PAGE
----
HIV-positive people still being denied basic human rights, study finds

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HIV-positive people still being denied basic human rights, study finds

BY KIMBERLEY HIBBERT
Senior staff reporter
hibbertk@jamaicaobserver.com

Friday, November 27, 2020

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INDIVIDUALS from key populations affected by HIV and AIDS are still being denied basic human rights, despite efforts to combat HIV-related discrimination, according to a 2020 study.

The study – 'HIV and access to justice: Situational analysis of access to justice among key population affected by HIV and AIDS' – done by Jamaica Aids Support for Life (JASL) and funded by the European Union, reveals that despite Jamaica ratifying several international and regional treaties, which seek to protect the human rights of all individuals, including people living with HIV (PLHIV) and LGBT people, efforts to combat HIV-related discrimination continue to be weak as vulnerable populations are still denied basic human rights.

The research had nine focus groups with 45 participants, an online survey with 71 respondents, and 14 key informant interviews with institutions and organisations whose mandate include redress or handling of key population complaints relating to stigma and discrimination. It aims to understand the nature of the discrimination experiences, their knowledge and perception of the redress system and their experience, where appropriate, if they have interacted with the system at any point .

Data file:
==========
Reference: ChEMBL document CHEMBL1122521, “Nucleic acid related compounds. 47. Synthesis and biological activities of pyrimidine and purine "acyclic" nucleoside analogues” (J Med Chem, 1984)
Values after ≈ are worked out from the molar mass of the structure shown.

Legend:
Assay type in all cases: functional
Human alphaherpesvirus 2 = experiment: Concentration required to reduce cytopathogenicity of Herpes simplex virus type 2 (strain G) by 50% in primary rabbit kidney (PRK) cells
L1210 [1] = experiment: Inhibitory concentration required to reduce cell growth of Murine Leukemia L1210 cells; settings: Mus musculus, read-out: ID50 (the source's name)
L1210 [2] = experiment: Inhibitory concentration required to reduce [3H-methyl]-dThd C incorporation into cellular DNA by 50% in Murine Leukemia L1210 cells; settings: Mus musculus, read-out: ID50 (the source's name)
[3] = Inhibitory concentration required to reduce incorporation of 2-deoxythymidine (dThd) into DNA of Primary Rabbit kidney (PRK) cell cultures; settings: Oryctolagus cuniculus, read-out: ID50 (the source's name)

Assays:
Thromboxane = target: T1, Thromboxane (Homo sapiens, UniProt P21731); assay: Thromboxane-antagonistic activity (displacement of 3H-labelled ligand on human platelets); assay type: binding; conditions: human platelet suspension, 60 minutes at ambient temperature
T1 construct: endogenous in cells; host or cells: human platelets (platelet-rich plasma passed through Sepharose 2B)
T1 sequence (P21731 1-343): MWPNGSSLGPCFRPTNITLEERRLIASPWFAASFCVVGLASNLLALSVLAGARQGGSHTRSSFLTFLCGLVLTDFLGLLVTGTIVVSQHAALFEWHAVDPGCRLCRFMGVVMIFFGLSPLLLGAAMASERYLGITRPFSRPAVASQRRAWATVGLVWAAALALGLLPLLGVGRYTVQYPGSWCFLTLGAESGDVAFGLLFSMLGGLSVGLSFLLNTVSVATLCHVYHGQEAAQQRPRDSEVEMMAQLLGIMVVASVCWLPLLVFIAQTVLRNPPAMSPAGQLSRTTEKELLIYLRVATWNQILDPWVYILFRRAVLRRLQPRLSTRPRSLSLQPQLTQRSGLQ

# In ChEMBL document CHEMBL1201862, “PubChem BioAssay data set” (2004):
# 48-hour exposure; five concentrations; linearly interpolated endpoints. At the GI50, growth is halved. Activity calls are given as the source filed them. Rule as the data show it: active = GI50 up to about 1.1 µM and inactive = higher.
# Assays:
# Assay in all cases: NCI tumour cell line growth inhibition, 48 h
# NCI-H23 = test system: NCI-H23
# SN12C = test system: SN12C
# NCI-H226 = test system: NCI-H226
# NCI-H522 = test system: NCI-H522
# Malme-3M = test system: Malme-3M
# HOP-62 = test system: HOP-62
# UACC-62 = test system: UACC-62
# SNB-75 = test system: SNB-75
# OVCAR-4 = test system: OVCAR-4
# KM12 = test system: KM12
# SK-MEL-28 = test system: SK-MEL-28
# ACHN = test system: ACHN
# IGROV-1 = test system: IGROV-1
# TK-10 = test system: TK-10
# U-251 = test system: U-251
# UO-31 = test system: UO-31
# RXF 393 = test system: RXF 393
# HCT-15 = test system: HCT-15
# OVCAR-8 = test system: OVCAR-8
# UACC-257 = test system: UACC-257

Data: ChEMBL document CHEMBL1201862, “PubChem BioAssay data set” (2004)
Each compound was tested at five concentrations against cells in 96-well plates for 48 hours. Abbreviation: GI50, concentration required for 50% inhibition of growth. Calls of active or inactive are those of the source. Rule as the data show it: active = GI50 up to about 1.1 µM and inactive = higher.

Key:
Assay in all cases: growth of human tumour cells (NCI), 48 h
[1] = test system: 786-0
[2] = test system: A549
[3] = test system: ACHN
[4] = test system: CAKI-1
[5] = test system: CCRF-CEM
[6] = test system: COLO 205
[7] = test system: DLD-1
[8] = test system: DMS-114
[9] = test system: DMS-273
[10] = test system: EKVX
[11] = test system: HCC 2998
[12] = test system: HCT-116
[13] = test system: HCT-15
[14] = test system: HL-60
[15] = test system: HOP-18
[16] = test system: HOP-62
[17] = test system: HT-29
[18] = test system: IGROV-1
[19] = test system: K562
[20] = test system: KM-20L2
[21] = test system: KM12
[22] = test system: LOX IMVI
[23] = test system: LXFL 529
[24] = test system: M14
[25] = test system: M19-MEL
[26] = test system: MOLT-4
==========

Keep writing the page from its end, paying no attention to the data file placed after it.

The research also seeks to understand the experience of duty bearers and service providers of redress, and is aimed at assisting to develop relevant strategies to address the entrenched discrimination, and redress adverse practices by vulnerable populations in Jamaica.

The findings reveal that perpetrators, in relation to accessing justice and seeking redress for various forms of discriminatory experiences, include private individuals, health care workers, employers, law enforcement and employees where PLHIV and LGBT affected by HIV/AIDS worked.

Rodje Malcolm, executive director of Jamaicans For Justice (JFJ), who presented the research findings specifically highlighting data reported to non-governmental organisations (NGOs), said institutional settings — some place official — accounted for 55 per cent of the complaints. The most prevalent setting is in health care, as when asked to provide a description of those who violated their rights, one in three was either a private individual or a health care worker.

“Health care accounted for the most prevalent environment in which persons reported to have faced stigma and discrimination; and health care facilities accounted [for] the greatest degree of stigma and discrimination, and one in three reported this incidence,” Malcolm said.

He was presenting the findings at a public forum held yesterday at Jamaica Pegasus hotel in New Kingston.

“The context provided from focus group participants was that no matter how much training is provided in health people need more training relating to HIV as they thought the knowledge was low, and low knowledge led to harmful practices,” he said.

Malcolm further highlighted statements made by focus group participants which painted a grim picture of the experience they faced when trying to access health care.

“Is lef wi shoulda lef yuh on the bed, mek yu lie down in the bloody bed. Is so you HIV people stay, when unnu come in here wid unnu sickness unnu just wah dash it weh everywhere,” Malcolm quoted one focus group participant living with HIV.

“Another was being treated at KPH (Kingston Public Hospital) and was told point blank by the doctor that they could not get therapy because of their status. [The person said] I was told that the instrument that was used for the therapy was not to be reused, but because they were expensive they could reuse them but they would not run the risk of using it on her and then another patient,” Malcolm said.